The Short American Century: A Postmortem
by Andrew J. Bacevich (Editor)
Contributors: Jeffry A. Frieden, Akira Iriye, Emily S. Rosenberg, Nikhil Pal Singh, Walter LaFeber, T. J. Jackson Lears, Eugene McCarraher, David M. Kennedy.
Publication Date: March 19, 2012
In February 1941, Henry Luce announced the arrival of “The American Century.” But that century—extending from World War II to the recent economic collapse—has now ended, victim of strategic miscalculation, military misadventures, and economic decline. Here some of America’s most distinguished historians place the century in historical perspective.
Excerpt: “The Short American Century”
March 22, 2012
by Andrew Bacevich
Excerpted from the final chapter of The Short American Century: A Postmortem
The problem for the United States today is that sanitizing history no longer serves U.S. interests. Instead, it blinds Americans to the challenges that they confront. Self-serving mendacities — that the attacks of September 11, 2001, reprising those of December 7, 1941, “came out of nowhere” to strike an innocent nation — don’t enhance the safety and well-being of the American people. If anything, the reverse is true. The Disneyfication of the Iraq War — now well advanced by those depicting “the surge” in Iraq as an epic feat of arms and keen to enshrine General David Petraeus as one of history’s Great Captains — might discreetly camouflage, but cannot conceal, the irreversible collapse of George W. Bush’s “Freedom Agenda,” predicated on expectations that the concerted application of American military power will democratize or at least pacify the Islamic world. The conviction that “the remoralization of America at home ultimately requires the remoralization of American foreign policy”— wars waged to incorporate dark quarters of the Islamic world into the American Century fostering renewal and revitalization at home — has likewise proven baseless and even fanciful. Abu Ghraib, Guantánamo, the revival of waterboarding and other forms of torture, and the policy of so-called extraordinary rendition have left the “incandescent moral clarity” that some observers attributed to U.S. policy after 9/11 more than a little worse for wear.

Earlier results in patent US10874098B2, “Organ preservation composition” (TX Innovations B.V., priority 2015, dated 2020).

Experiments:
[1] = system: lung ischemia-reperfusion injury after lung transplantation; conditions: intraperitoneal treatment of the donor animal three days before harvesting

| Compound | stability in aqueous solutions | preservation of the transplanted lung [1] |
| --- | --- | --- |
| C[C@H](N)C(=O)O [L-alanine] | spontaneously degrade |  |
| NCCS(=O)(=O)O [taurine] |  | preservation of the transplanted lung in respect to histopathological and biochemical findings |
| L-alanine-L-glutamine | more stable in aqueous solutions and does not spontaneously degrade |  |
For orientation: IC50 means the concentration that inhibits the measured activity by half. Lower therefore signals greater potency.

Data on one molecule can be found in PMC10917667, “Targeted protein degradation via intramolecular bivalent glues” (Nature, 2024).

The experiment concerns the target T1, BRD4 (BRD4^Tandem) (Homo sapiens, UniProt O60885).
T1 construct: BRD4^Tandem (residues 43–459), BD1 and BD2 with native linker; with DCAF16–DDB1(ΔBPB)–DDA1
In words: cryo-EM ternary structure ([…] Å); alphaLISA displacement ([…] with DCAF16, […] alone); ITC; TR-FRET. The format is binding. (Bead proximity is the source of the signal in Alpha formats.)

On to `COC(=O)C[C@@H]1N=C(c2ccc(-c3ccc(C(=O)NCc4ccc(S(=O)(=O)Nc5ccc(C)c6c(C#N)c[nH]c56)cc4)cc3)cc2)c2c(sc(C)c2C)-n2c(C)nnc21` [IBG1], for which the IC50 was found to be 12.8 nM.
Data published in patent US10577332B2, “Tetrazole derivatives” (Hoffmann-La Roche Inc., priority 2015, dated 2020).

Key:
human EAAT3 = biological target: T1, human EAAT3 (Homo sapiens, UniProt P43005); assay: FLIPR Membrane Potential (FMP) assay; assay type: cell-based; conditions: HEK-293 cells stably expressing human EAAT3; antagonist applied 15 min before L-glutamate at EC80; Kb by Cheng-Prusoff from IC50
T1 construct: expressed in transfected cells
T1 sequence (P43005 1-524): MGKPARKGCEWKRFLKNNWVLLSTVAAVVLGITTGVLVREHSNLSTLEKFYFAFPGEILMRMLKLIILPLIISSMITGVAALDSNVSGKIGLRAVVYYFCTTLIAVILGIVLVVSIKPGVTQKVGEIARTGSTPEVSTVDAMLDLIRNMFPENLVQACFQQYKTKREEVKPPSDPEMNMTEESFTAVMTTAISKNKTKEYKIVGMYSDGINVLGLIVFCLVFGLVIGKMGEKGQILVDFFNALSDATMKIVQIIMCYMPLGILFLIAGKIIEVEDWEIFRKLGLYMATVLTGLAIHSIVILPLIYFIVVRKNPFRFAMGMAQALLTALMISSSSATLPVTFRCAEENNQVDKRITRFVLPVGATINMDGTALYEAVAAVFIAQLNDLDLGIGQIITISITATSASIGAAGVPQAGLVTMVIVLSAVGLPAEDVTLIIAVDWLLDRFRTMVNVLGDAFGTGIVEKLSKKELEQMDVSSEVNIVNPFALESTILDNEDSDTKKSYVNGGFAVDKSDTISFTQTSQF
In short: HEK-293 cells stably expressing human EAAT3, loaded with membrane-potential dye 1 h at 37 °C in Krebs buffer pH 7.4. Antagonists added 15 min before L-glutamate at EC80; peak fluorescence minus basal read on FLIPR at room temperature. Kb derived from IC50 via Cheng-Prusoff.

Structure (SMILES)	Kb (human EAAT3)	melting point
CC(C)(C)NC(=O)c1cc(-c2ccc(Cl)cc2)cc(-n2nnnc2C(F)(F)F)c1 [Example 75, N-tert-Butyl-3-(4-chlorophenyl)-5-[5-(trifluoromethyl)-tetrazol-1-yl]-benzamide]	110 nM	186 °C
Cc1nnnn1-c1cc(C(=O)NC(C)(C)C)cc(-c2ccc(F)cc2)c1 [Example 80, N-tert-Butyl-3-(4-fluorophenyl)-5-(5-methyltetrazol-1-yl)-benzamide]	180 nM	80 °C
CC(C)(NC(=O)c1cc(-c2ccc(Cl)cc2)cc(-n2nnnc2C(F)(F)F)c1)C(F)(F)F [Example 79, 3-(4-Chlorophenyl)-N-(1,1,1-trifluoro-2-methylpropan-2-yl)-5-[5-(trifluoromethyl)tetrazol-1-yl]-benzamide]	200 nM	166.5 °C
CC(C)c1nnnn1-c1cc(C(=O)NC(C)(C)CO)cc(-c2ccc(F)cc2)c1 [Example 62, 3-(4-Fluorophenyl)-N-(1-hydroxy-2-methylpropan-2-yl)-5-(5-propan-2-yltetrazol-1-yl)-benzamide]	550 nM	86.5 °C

The argument here is not to invert the American Century, fingering the United States with responsibility for every recurrence of war, famine, pestilence, and persecution that crops up on our deeply troubled planet. Nor is the argument that the United States, no longer the “almighty superpower” of yore, has entered a period of irreversible “decline,” pointing ineluctably to retreat, withdrawal, passivity, and irrelevance. Rather, the argument, amply sustained by the essays collected in this volume, is this: To further indulge old illusions of the United States presiding over and directing the course of history will not only impede the ability of Americans to understand the world and themselves but may well pose a positive danger to both. Faced with a reality that includes, within the last decade alone,
• an inability to anticipate, whether the events of 9/11, the consequences of invading Iraq, or revolutionary upheaval in Egypt and elsewhere in the Arab world;
• an inability to control, with wars begun in Iraq, Afghanistan, and Pakistan, along with various and sundry financial scandals, economic crises, and natural disasters, exposing the limits of American influence, power, and perspicacity;
• an inability to afford, as manifested by a badly overstretched military, trillion dollar annual deficits, increasingly unaffordable entitlement programs, and rapidly escalating foreign debt;
• an inability to respond, demonstrated by the dysfunction pervading the American political system, especially at the national level, whether in Congress, at senior levels of the executive branch, or in the bureaucracy; and